|Red Hat Linux 9: x86 Installation Guide|
The Red Hat Linux text mode installation program uses a screen-based interface that includes most of the on-screen "widgets" commonly found on graphical user interfaces. Figure 3-1, and Figure 3-2, illustrate the screens you will see.
Window — Windows (usually referred to as dialogs in this manual) will appear on your screen throughout the installation process. At times, one window may overlay another; in these cases, you can only interact with the window on top. When you are finished in that window, it will disappear, allowing you to continue working in the window underneath.
Checkbox — Checkboxes allow you to select or deselect a feature. The box displays either an asterisk (selected) or a space (unselected). When the cursor is within a checkbox, press
[Space]to select an unselected feature or to deselect a selected feature.
Text Input — Text input lines are regions where you can enter information required by the installation program. When the cursor rests on a text input line, you may enter and/or edit information on that line.
Text Widget — Text widgets are regions of the screen for the display of text. At times, text widgets may also contain other widgets, such as checkboxes. If a text widget contains more information than can be displayed in the space reserved for it, a scroll bar appears; if you position the cursor within the text widget, you can then use the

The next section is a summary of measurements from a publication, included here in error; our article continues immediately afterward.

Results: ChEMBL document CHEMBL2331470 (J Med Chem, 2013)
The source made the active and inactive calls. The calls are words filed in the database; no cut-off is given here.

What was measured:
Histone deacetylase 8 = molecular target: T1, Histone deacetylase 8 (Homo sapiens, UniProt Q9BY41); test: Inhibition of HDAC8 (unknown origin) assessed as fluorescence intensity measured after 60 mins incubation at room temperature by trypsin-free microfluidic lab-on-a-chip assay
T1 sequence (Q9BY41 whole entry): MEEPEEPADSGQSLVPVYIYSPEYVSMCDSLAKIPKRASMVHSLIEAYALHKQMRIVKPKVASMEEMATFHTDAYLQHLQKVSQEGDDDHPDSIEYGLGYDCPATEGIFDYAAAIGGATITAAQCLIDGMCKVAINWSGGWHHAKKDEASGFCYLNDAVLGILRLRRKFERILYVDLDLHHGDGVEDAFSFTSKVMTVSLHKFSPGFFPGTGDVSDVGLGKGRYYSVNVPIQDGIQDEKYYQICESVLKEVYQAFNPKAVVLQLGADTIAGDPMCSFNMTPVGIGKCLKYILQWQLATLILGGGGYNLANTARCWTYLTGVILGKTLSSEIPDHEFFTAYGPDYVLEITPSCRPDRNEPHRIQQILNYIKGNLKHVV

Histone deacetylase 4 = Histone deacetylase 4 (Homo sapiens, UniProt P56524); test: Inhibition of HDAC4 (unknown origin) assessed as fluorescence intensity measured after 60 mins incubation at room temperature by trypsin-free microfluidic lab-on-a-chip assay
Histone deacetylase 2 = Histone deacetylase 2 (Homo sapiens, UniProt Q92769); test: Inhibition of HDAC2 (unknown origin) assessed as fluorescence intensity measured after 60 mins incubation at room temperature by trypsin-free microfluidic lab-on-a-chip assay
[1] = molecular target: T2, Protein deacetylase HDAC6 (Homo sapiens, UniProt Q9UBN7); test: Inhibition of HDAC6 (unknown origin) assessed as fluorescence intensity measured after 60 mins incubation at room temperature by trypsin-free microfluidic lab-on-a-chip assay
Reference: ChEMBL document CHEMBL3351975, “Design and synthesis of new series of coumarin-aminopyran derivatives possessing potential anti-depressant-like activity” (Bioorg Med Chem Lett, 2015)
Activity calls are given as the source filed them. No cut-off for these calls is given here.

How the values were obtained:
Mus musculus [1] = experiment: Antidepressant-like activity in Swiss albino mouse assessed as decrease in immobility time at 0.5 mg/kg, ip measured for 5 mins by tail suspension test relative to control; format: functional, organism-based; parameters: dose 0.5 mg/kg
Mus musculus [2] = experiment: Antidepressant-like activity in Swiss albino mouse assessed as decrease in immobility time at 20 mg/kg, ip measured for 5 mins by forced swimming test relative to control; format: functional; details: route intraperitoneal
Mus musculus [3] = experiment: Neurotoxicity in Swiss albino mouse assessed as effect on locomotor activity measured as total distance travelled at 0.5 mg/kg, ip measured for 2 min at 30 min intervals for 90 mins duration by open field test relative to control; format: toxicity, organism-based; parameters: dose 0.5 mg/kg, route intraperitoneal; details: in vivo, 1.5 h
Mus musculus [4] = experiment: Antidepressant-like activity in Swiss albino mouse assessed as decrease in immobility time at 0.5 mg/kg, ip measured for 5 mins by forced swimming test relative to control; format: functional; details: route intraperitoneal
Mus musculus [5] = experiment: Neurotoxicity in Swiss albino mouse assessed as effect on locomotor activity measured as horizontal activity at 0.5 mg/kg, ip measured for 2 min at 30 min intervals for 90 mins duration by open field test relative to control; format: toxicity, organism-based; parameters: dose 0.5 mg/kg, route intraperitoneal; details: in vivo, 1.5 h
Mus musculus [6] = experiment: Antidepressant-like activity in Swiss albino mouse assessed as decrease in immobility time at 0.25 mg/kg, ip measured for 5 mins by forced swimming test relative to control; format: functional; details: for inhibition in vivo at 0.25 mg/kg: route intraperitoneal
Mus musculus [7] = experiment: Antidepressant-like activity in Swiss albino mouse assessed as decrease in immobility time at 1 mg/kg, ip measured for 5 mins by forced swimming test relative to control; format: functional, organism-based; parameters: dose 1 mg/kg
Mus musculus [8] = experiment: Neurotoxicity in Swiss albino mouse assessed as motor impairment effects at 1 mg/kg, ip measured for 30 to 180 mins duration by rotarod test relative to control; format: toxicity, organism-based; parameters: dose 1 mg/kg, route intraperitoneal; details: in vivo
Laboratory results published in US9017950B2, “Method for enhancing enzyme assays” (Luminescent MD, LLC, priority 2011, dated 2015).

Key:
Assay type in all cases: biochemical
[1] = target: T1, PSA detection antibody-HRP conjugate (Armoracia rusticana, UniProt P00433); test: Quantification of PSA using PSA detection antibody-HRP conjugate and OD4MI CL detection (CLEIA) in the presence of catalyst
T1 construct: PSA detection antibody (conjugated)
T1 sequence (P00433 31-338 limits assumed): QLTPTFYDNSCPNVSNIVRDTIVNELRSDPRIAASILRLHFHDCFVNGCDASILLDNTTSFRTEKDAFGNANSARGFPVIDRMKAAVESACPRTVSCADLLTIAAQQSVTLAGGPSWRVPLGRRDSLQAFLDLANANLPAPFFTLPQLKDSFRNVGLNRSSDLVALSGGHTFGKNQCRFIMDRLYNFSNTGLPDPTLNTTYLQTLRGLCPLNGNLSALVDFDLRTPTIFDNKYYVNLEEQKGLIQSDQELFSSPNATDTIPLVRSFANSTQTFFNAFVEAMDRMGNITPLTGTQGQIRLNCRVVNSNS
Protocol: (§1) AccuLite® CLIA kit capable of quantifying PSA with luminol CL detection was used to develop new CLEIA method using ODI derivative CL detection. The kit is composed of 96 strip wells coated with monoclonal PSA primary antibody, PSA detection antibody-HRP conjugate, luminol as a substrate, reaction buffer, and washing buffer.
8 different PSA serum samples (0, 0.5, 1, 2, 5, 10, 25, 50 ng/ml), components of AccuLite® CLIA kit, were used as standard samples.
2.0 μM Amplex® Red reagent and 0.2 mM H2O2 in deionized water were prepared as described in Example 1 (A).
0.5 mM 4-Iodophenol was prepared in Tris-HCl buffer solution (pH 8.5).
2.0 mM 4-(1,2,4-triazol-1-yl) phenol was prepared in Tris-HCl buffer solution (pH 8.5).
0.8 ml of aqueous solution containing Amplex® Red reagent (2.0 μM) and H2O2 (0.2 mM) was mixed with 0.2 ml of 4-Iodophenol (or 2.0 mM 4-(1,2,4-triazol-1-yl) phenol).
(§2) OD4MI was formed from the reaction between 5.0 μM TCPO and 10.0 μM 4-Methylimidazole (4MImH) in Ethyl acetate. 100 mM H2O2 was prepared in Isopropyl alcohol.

[Up]and [Down]arrow keys to scroll through all the information available. Your current position is shown on the scroll bar by a # character, which moves up and down the scroll bar as you scroll.
Scroll Bar — Scroll bars appear on the side or bottom of a window to control which part of a list or document is currently in the window's frame. The scroll bar makes it easy to move to any part of a file.
Button Widget — Button widgets are the primary method of interacting with the installation program. You progress through the windows of the installation program by navigating these buttons, using the
[Tab]and [Enter]keys. Buttons can be selected when they are highlighted.
Cursor — Although not a widget, the cursor is used to select (and interact) with a particular widget. As the cursor is moved from widget to widget, it may cause the widget to change color, or you may only see the cursor itself positioned in or next to the widget. In Figure 3-1, the cursor is positioned on the OK button. Figure 3-2, shows the cursor on the Edit button.
through the installation dialogs is performed through a simple set of keystrokes.
To move the cursor, use
a button, position the cursor over the button (using
Unless a dialog box is waiting for your input, do not press any keys during the installation process (doing so may result in unpredictable behavior).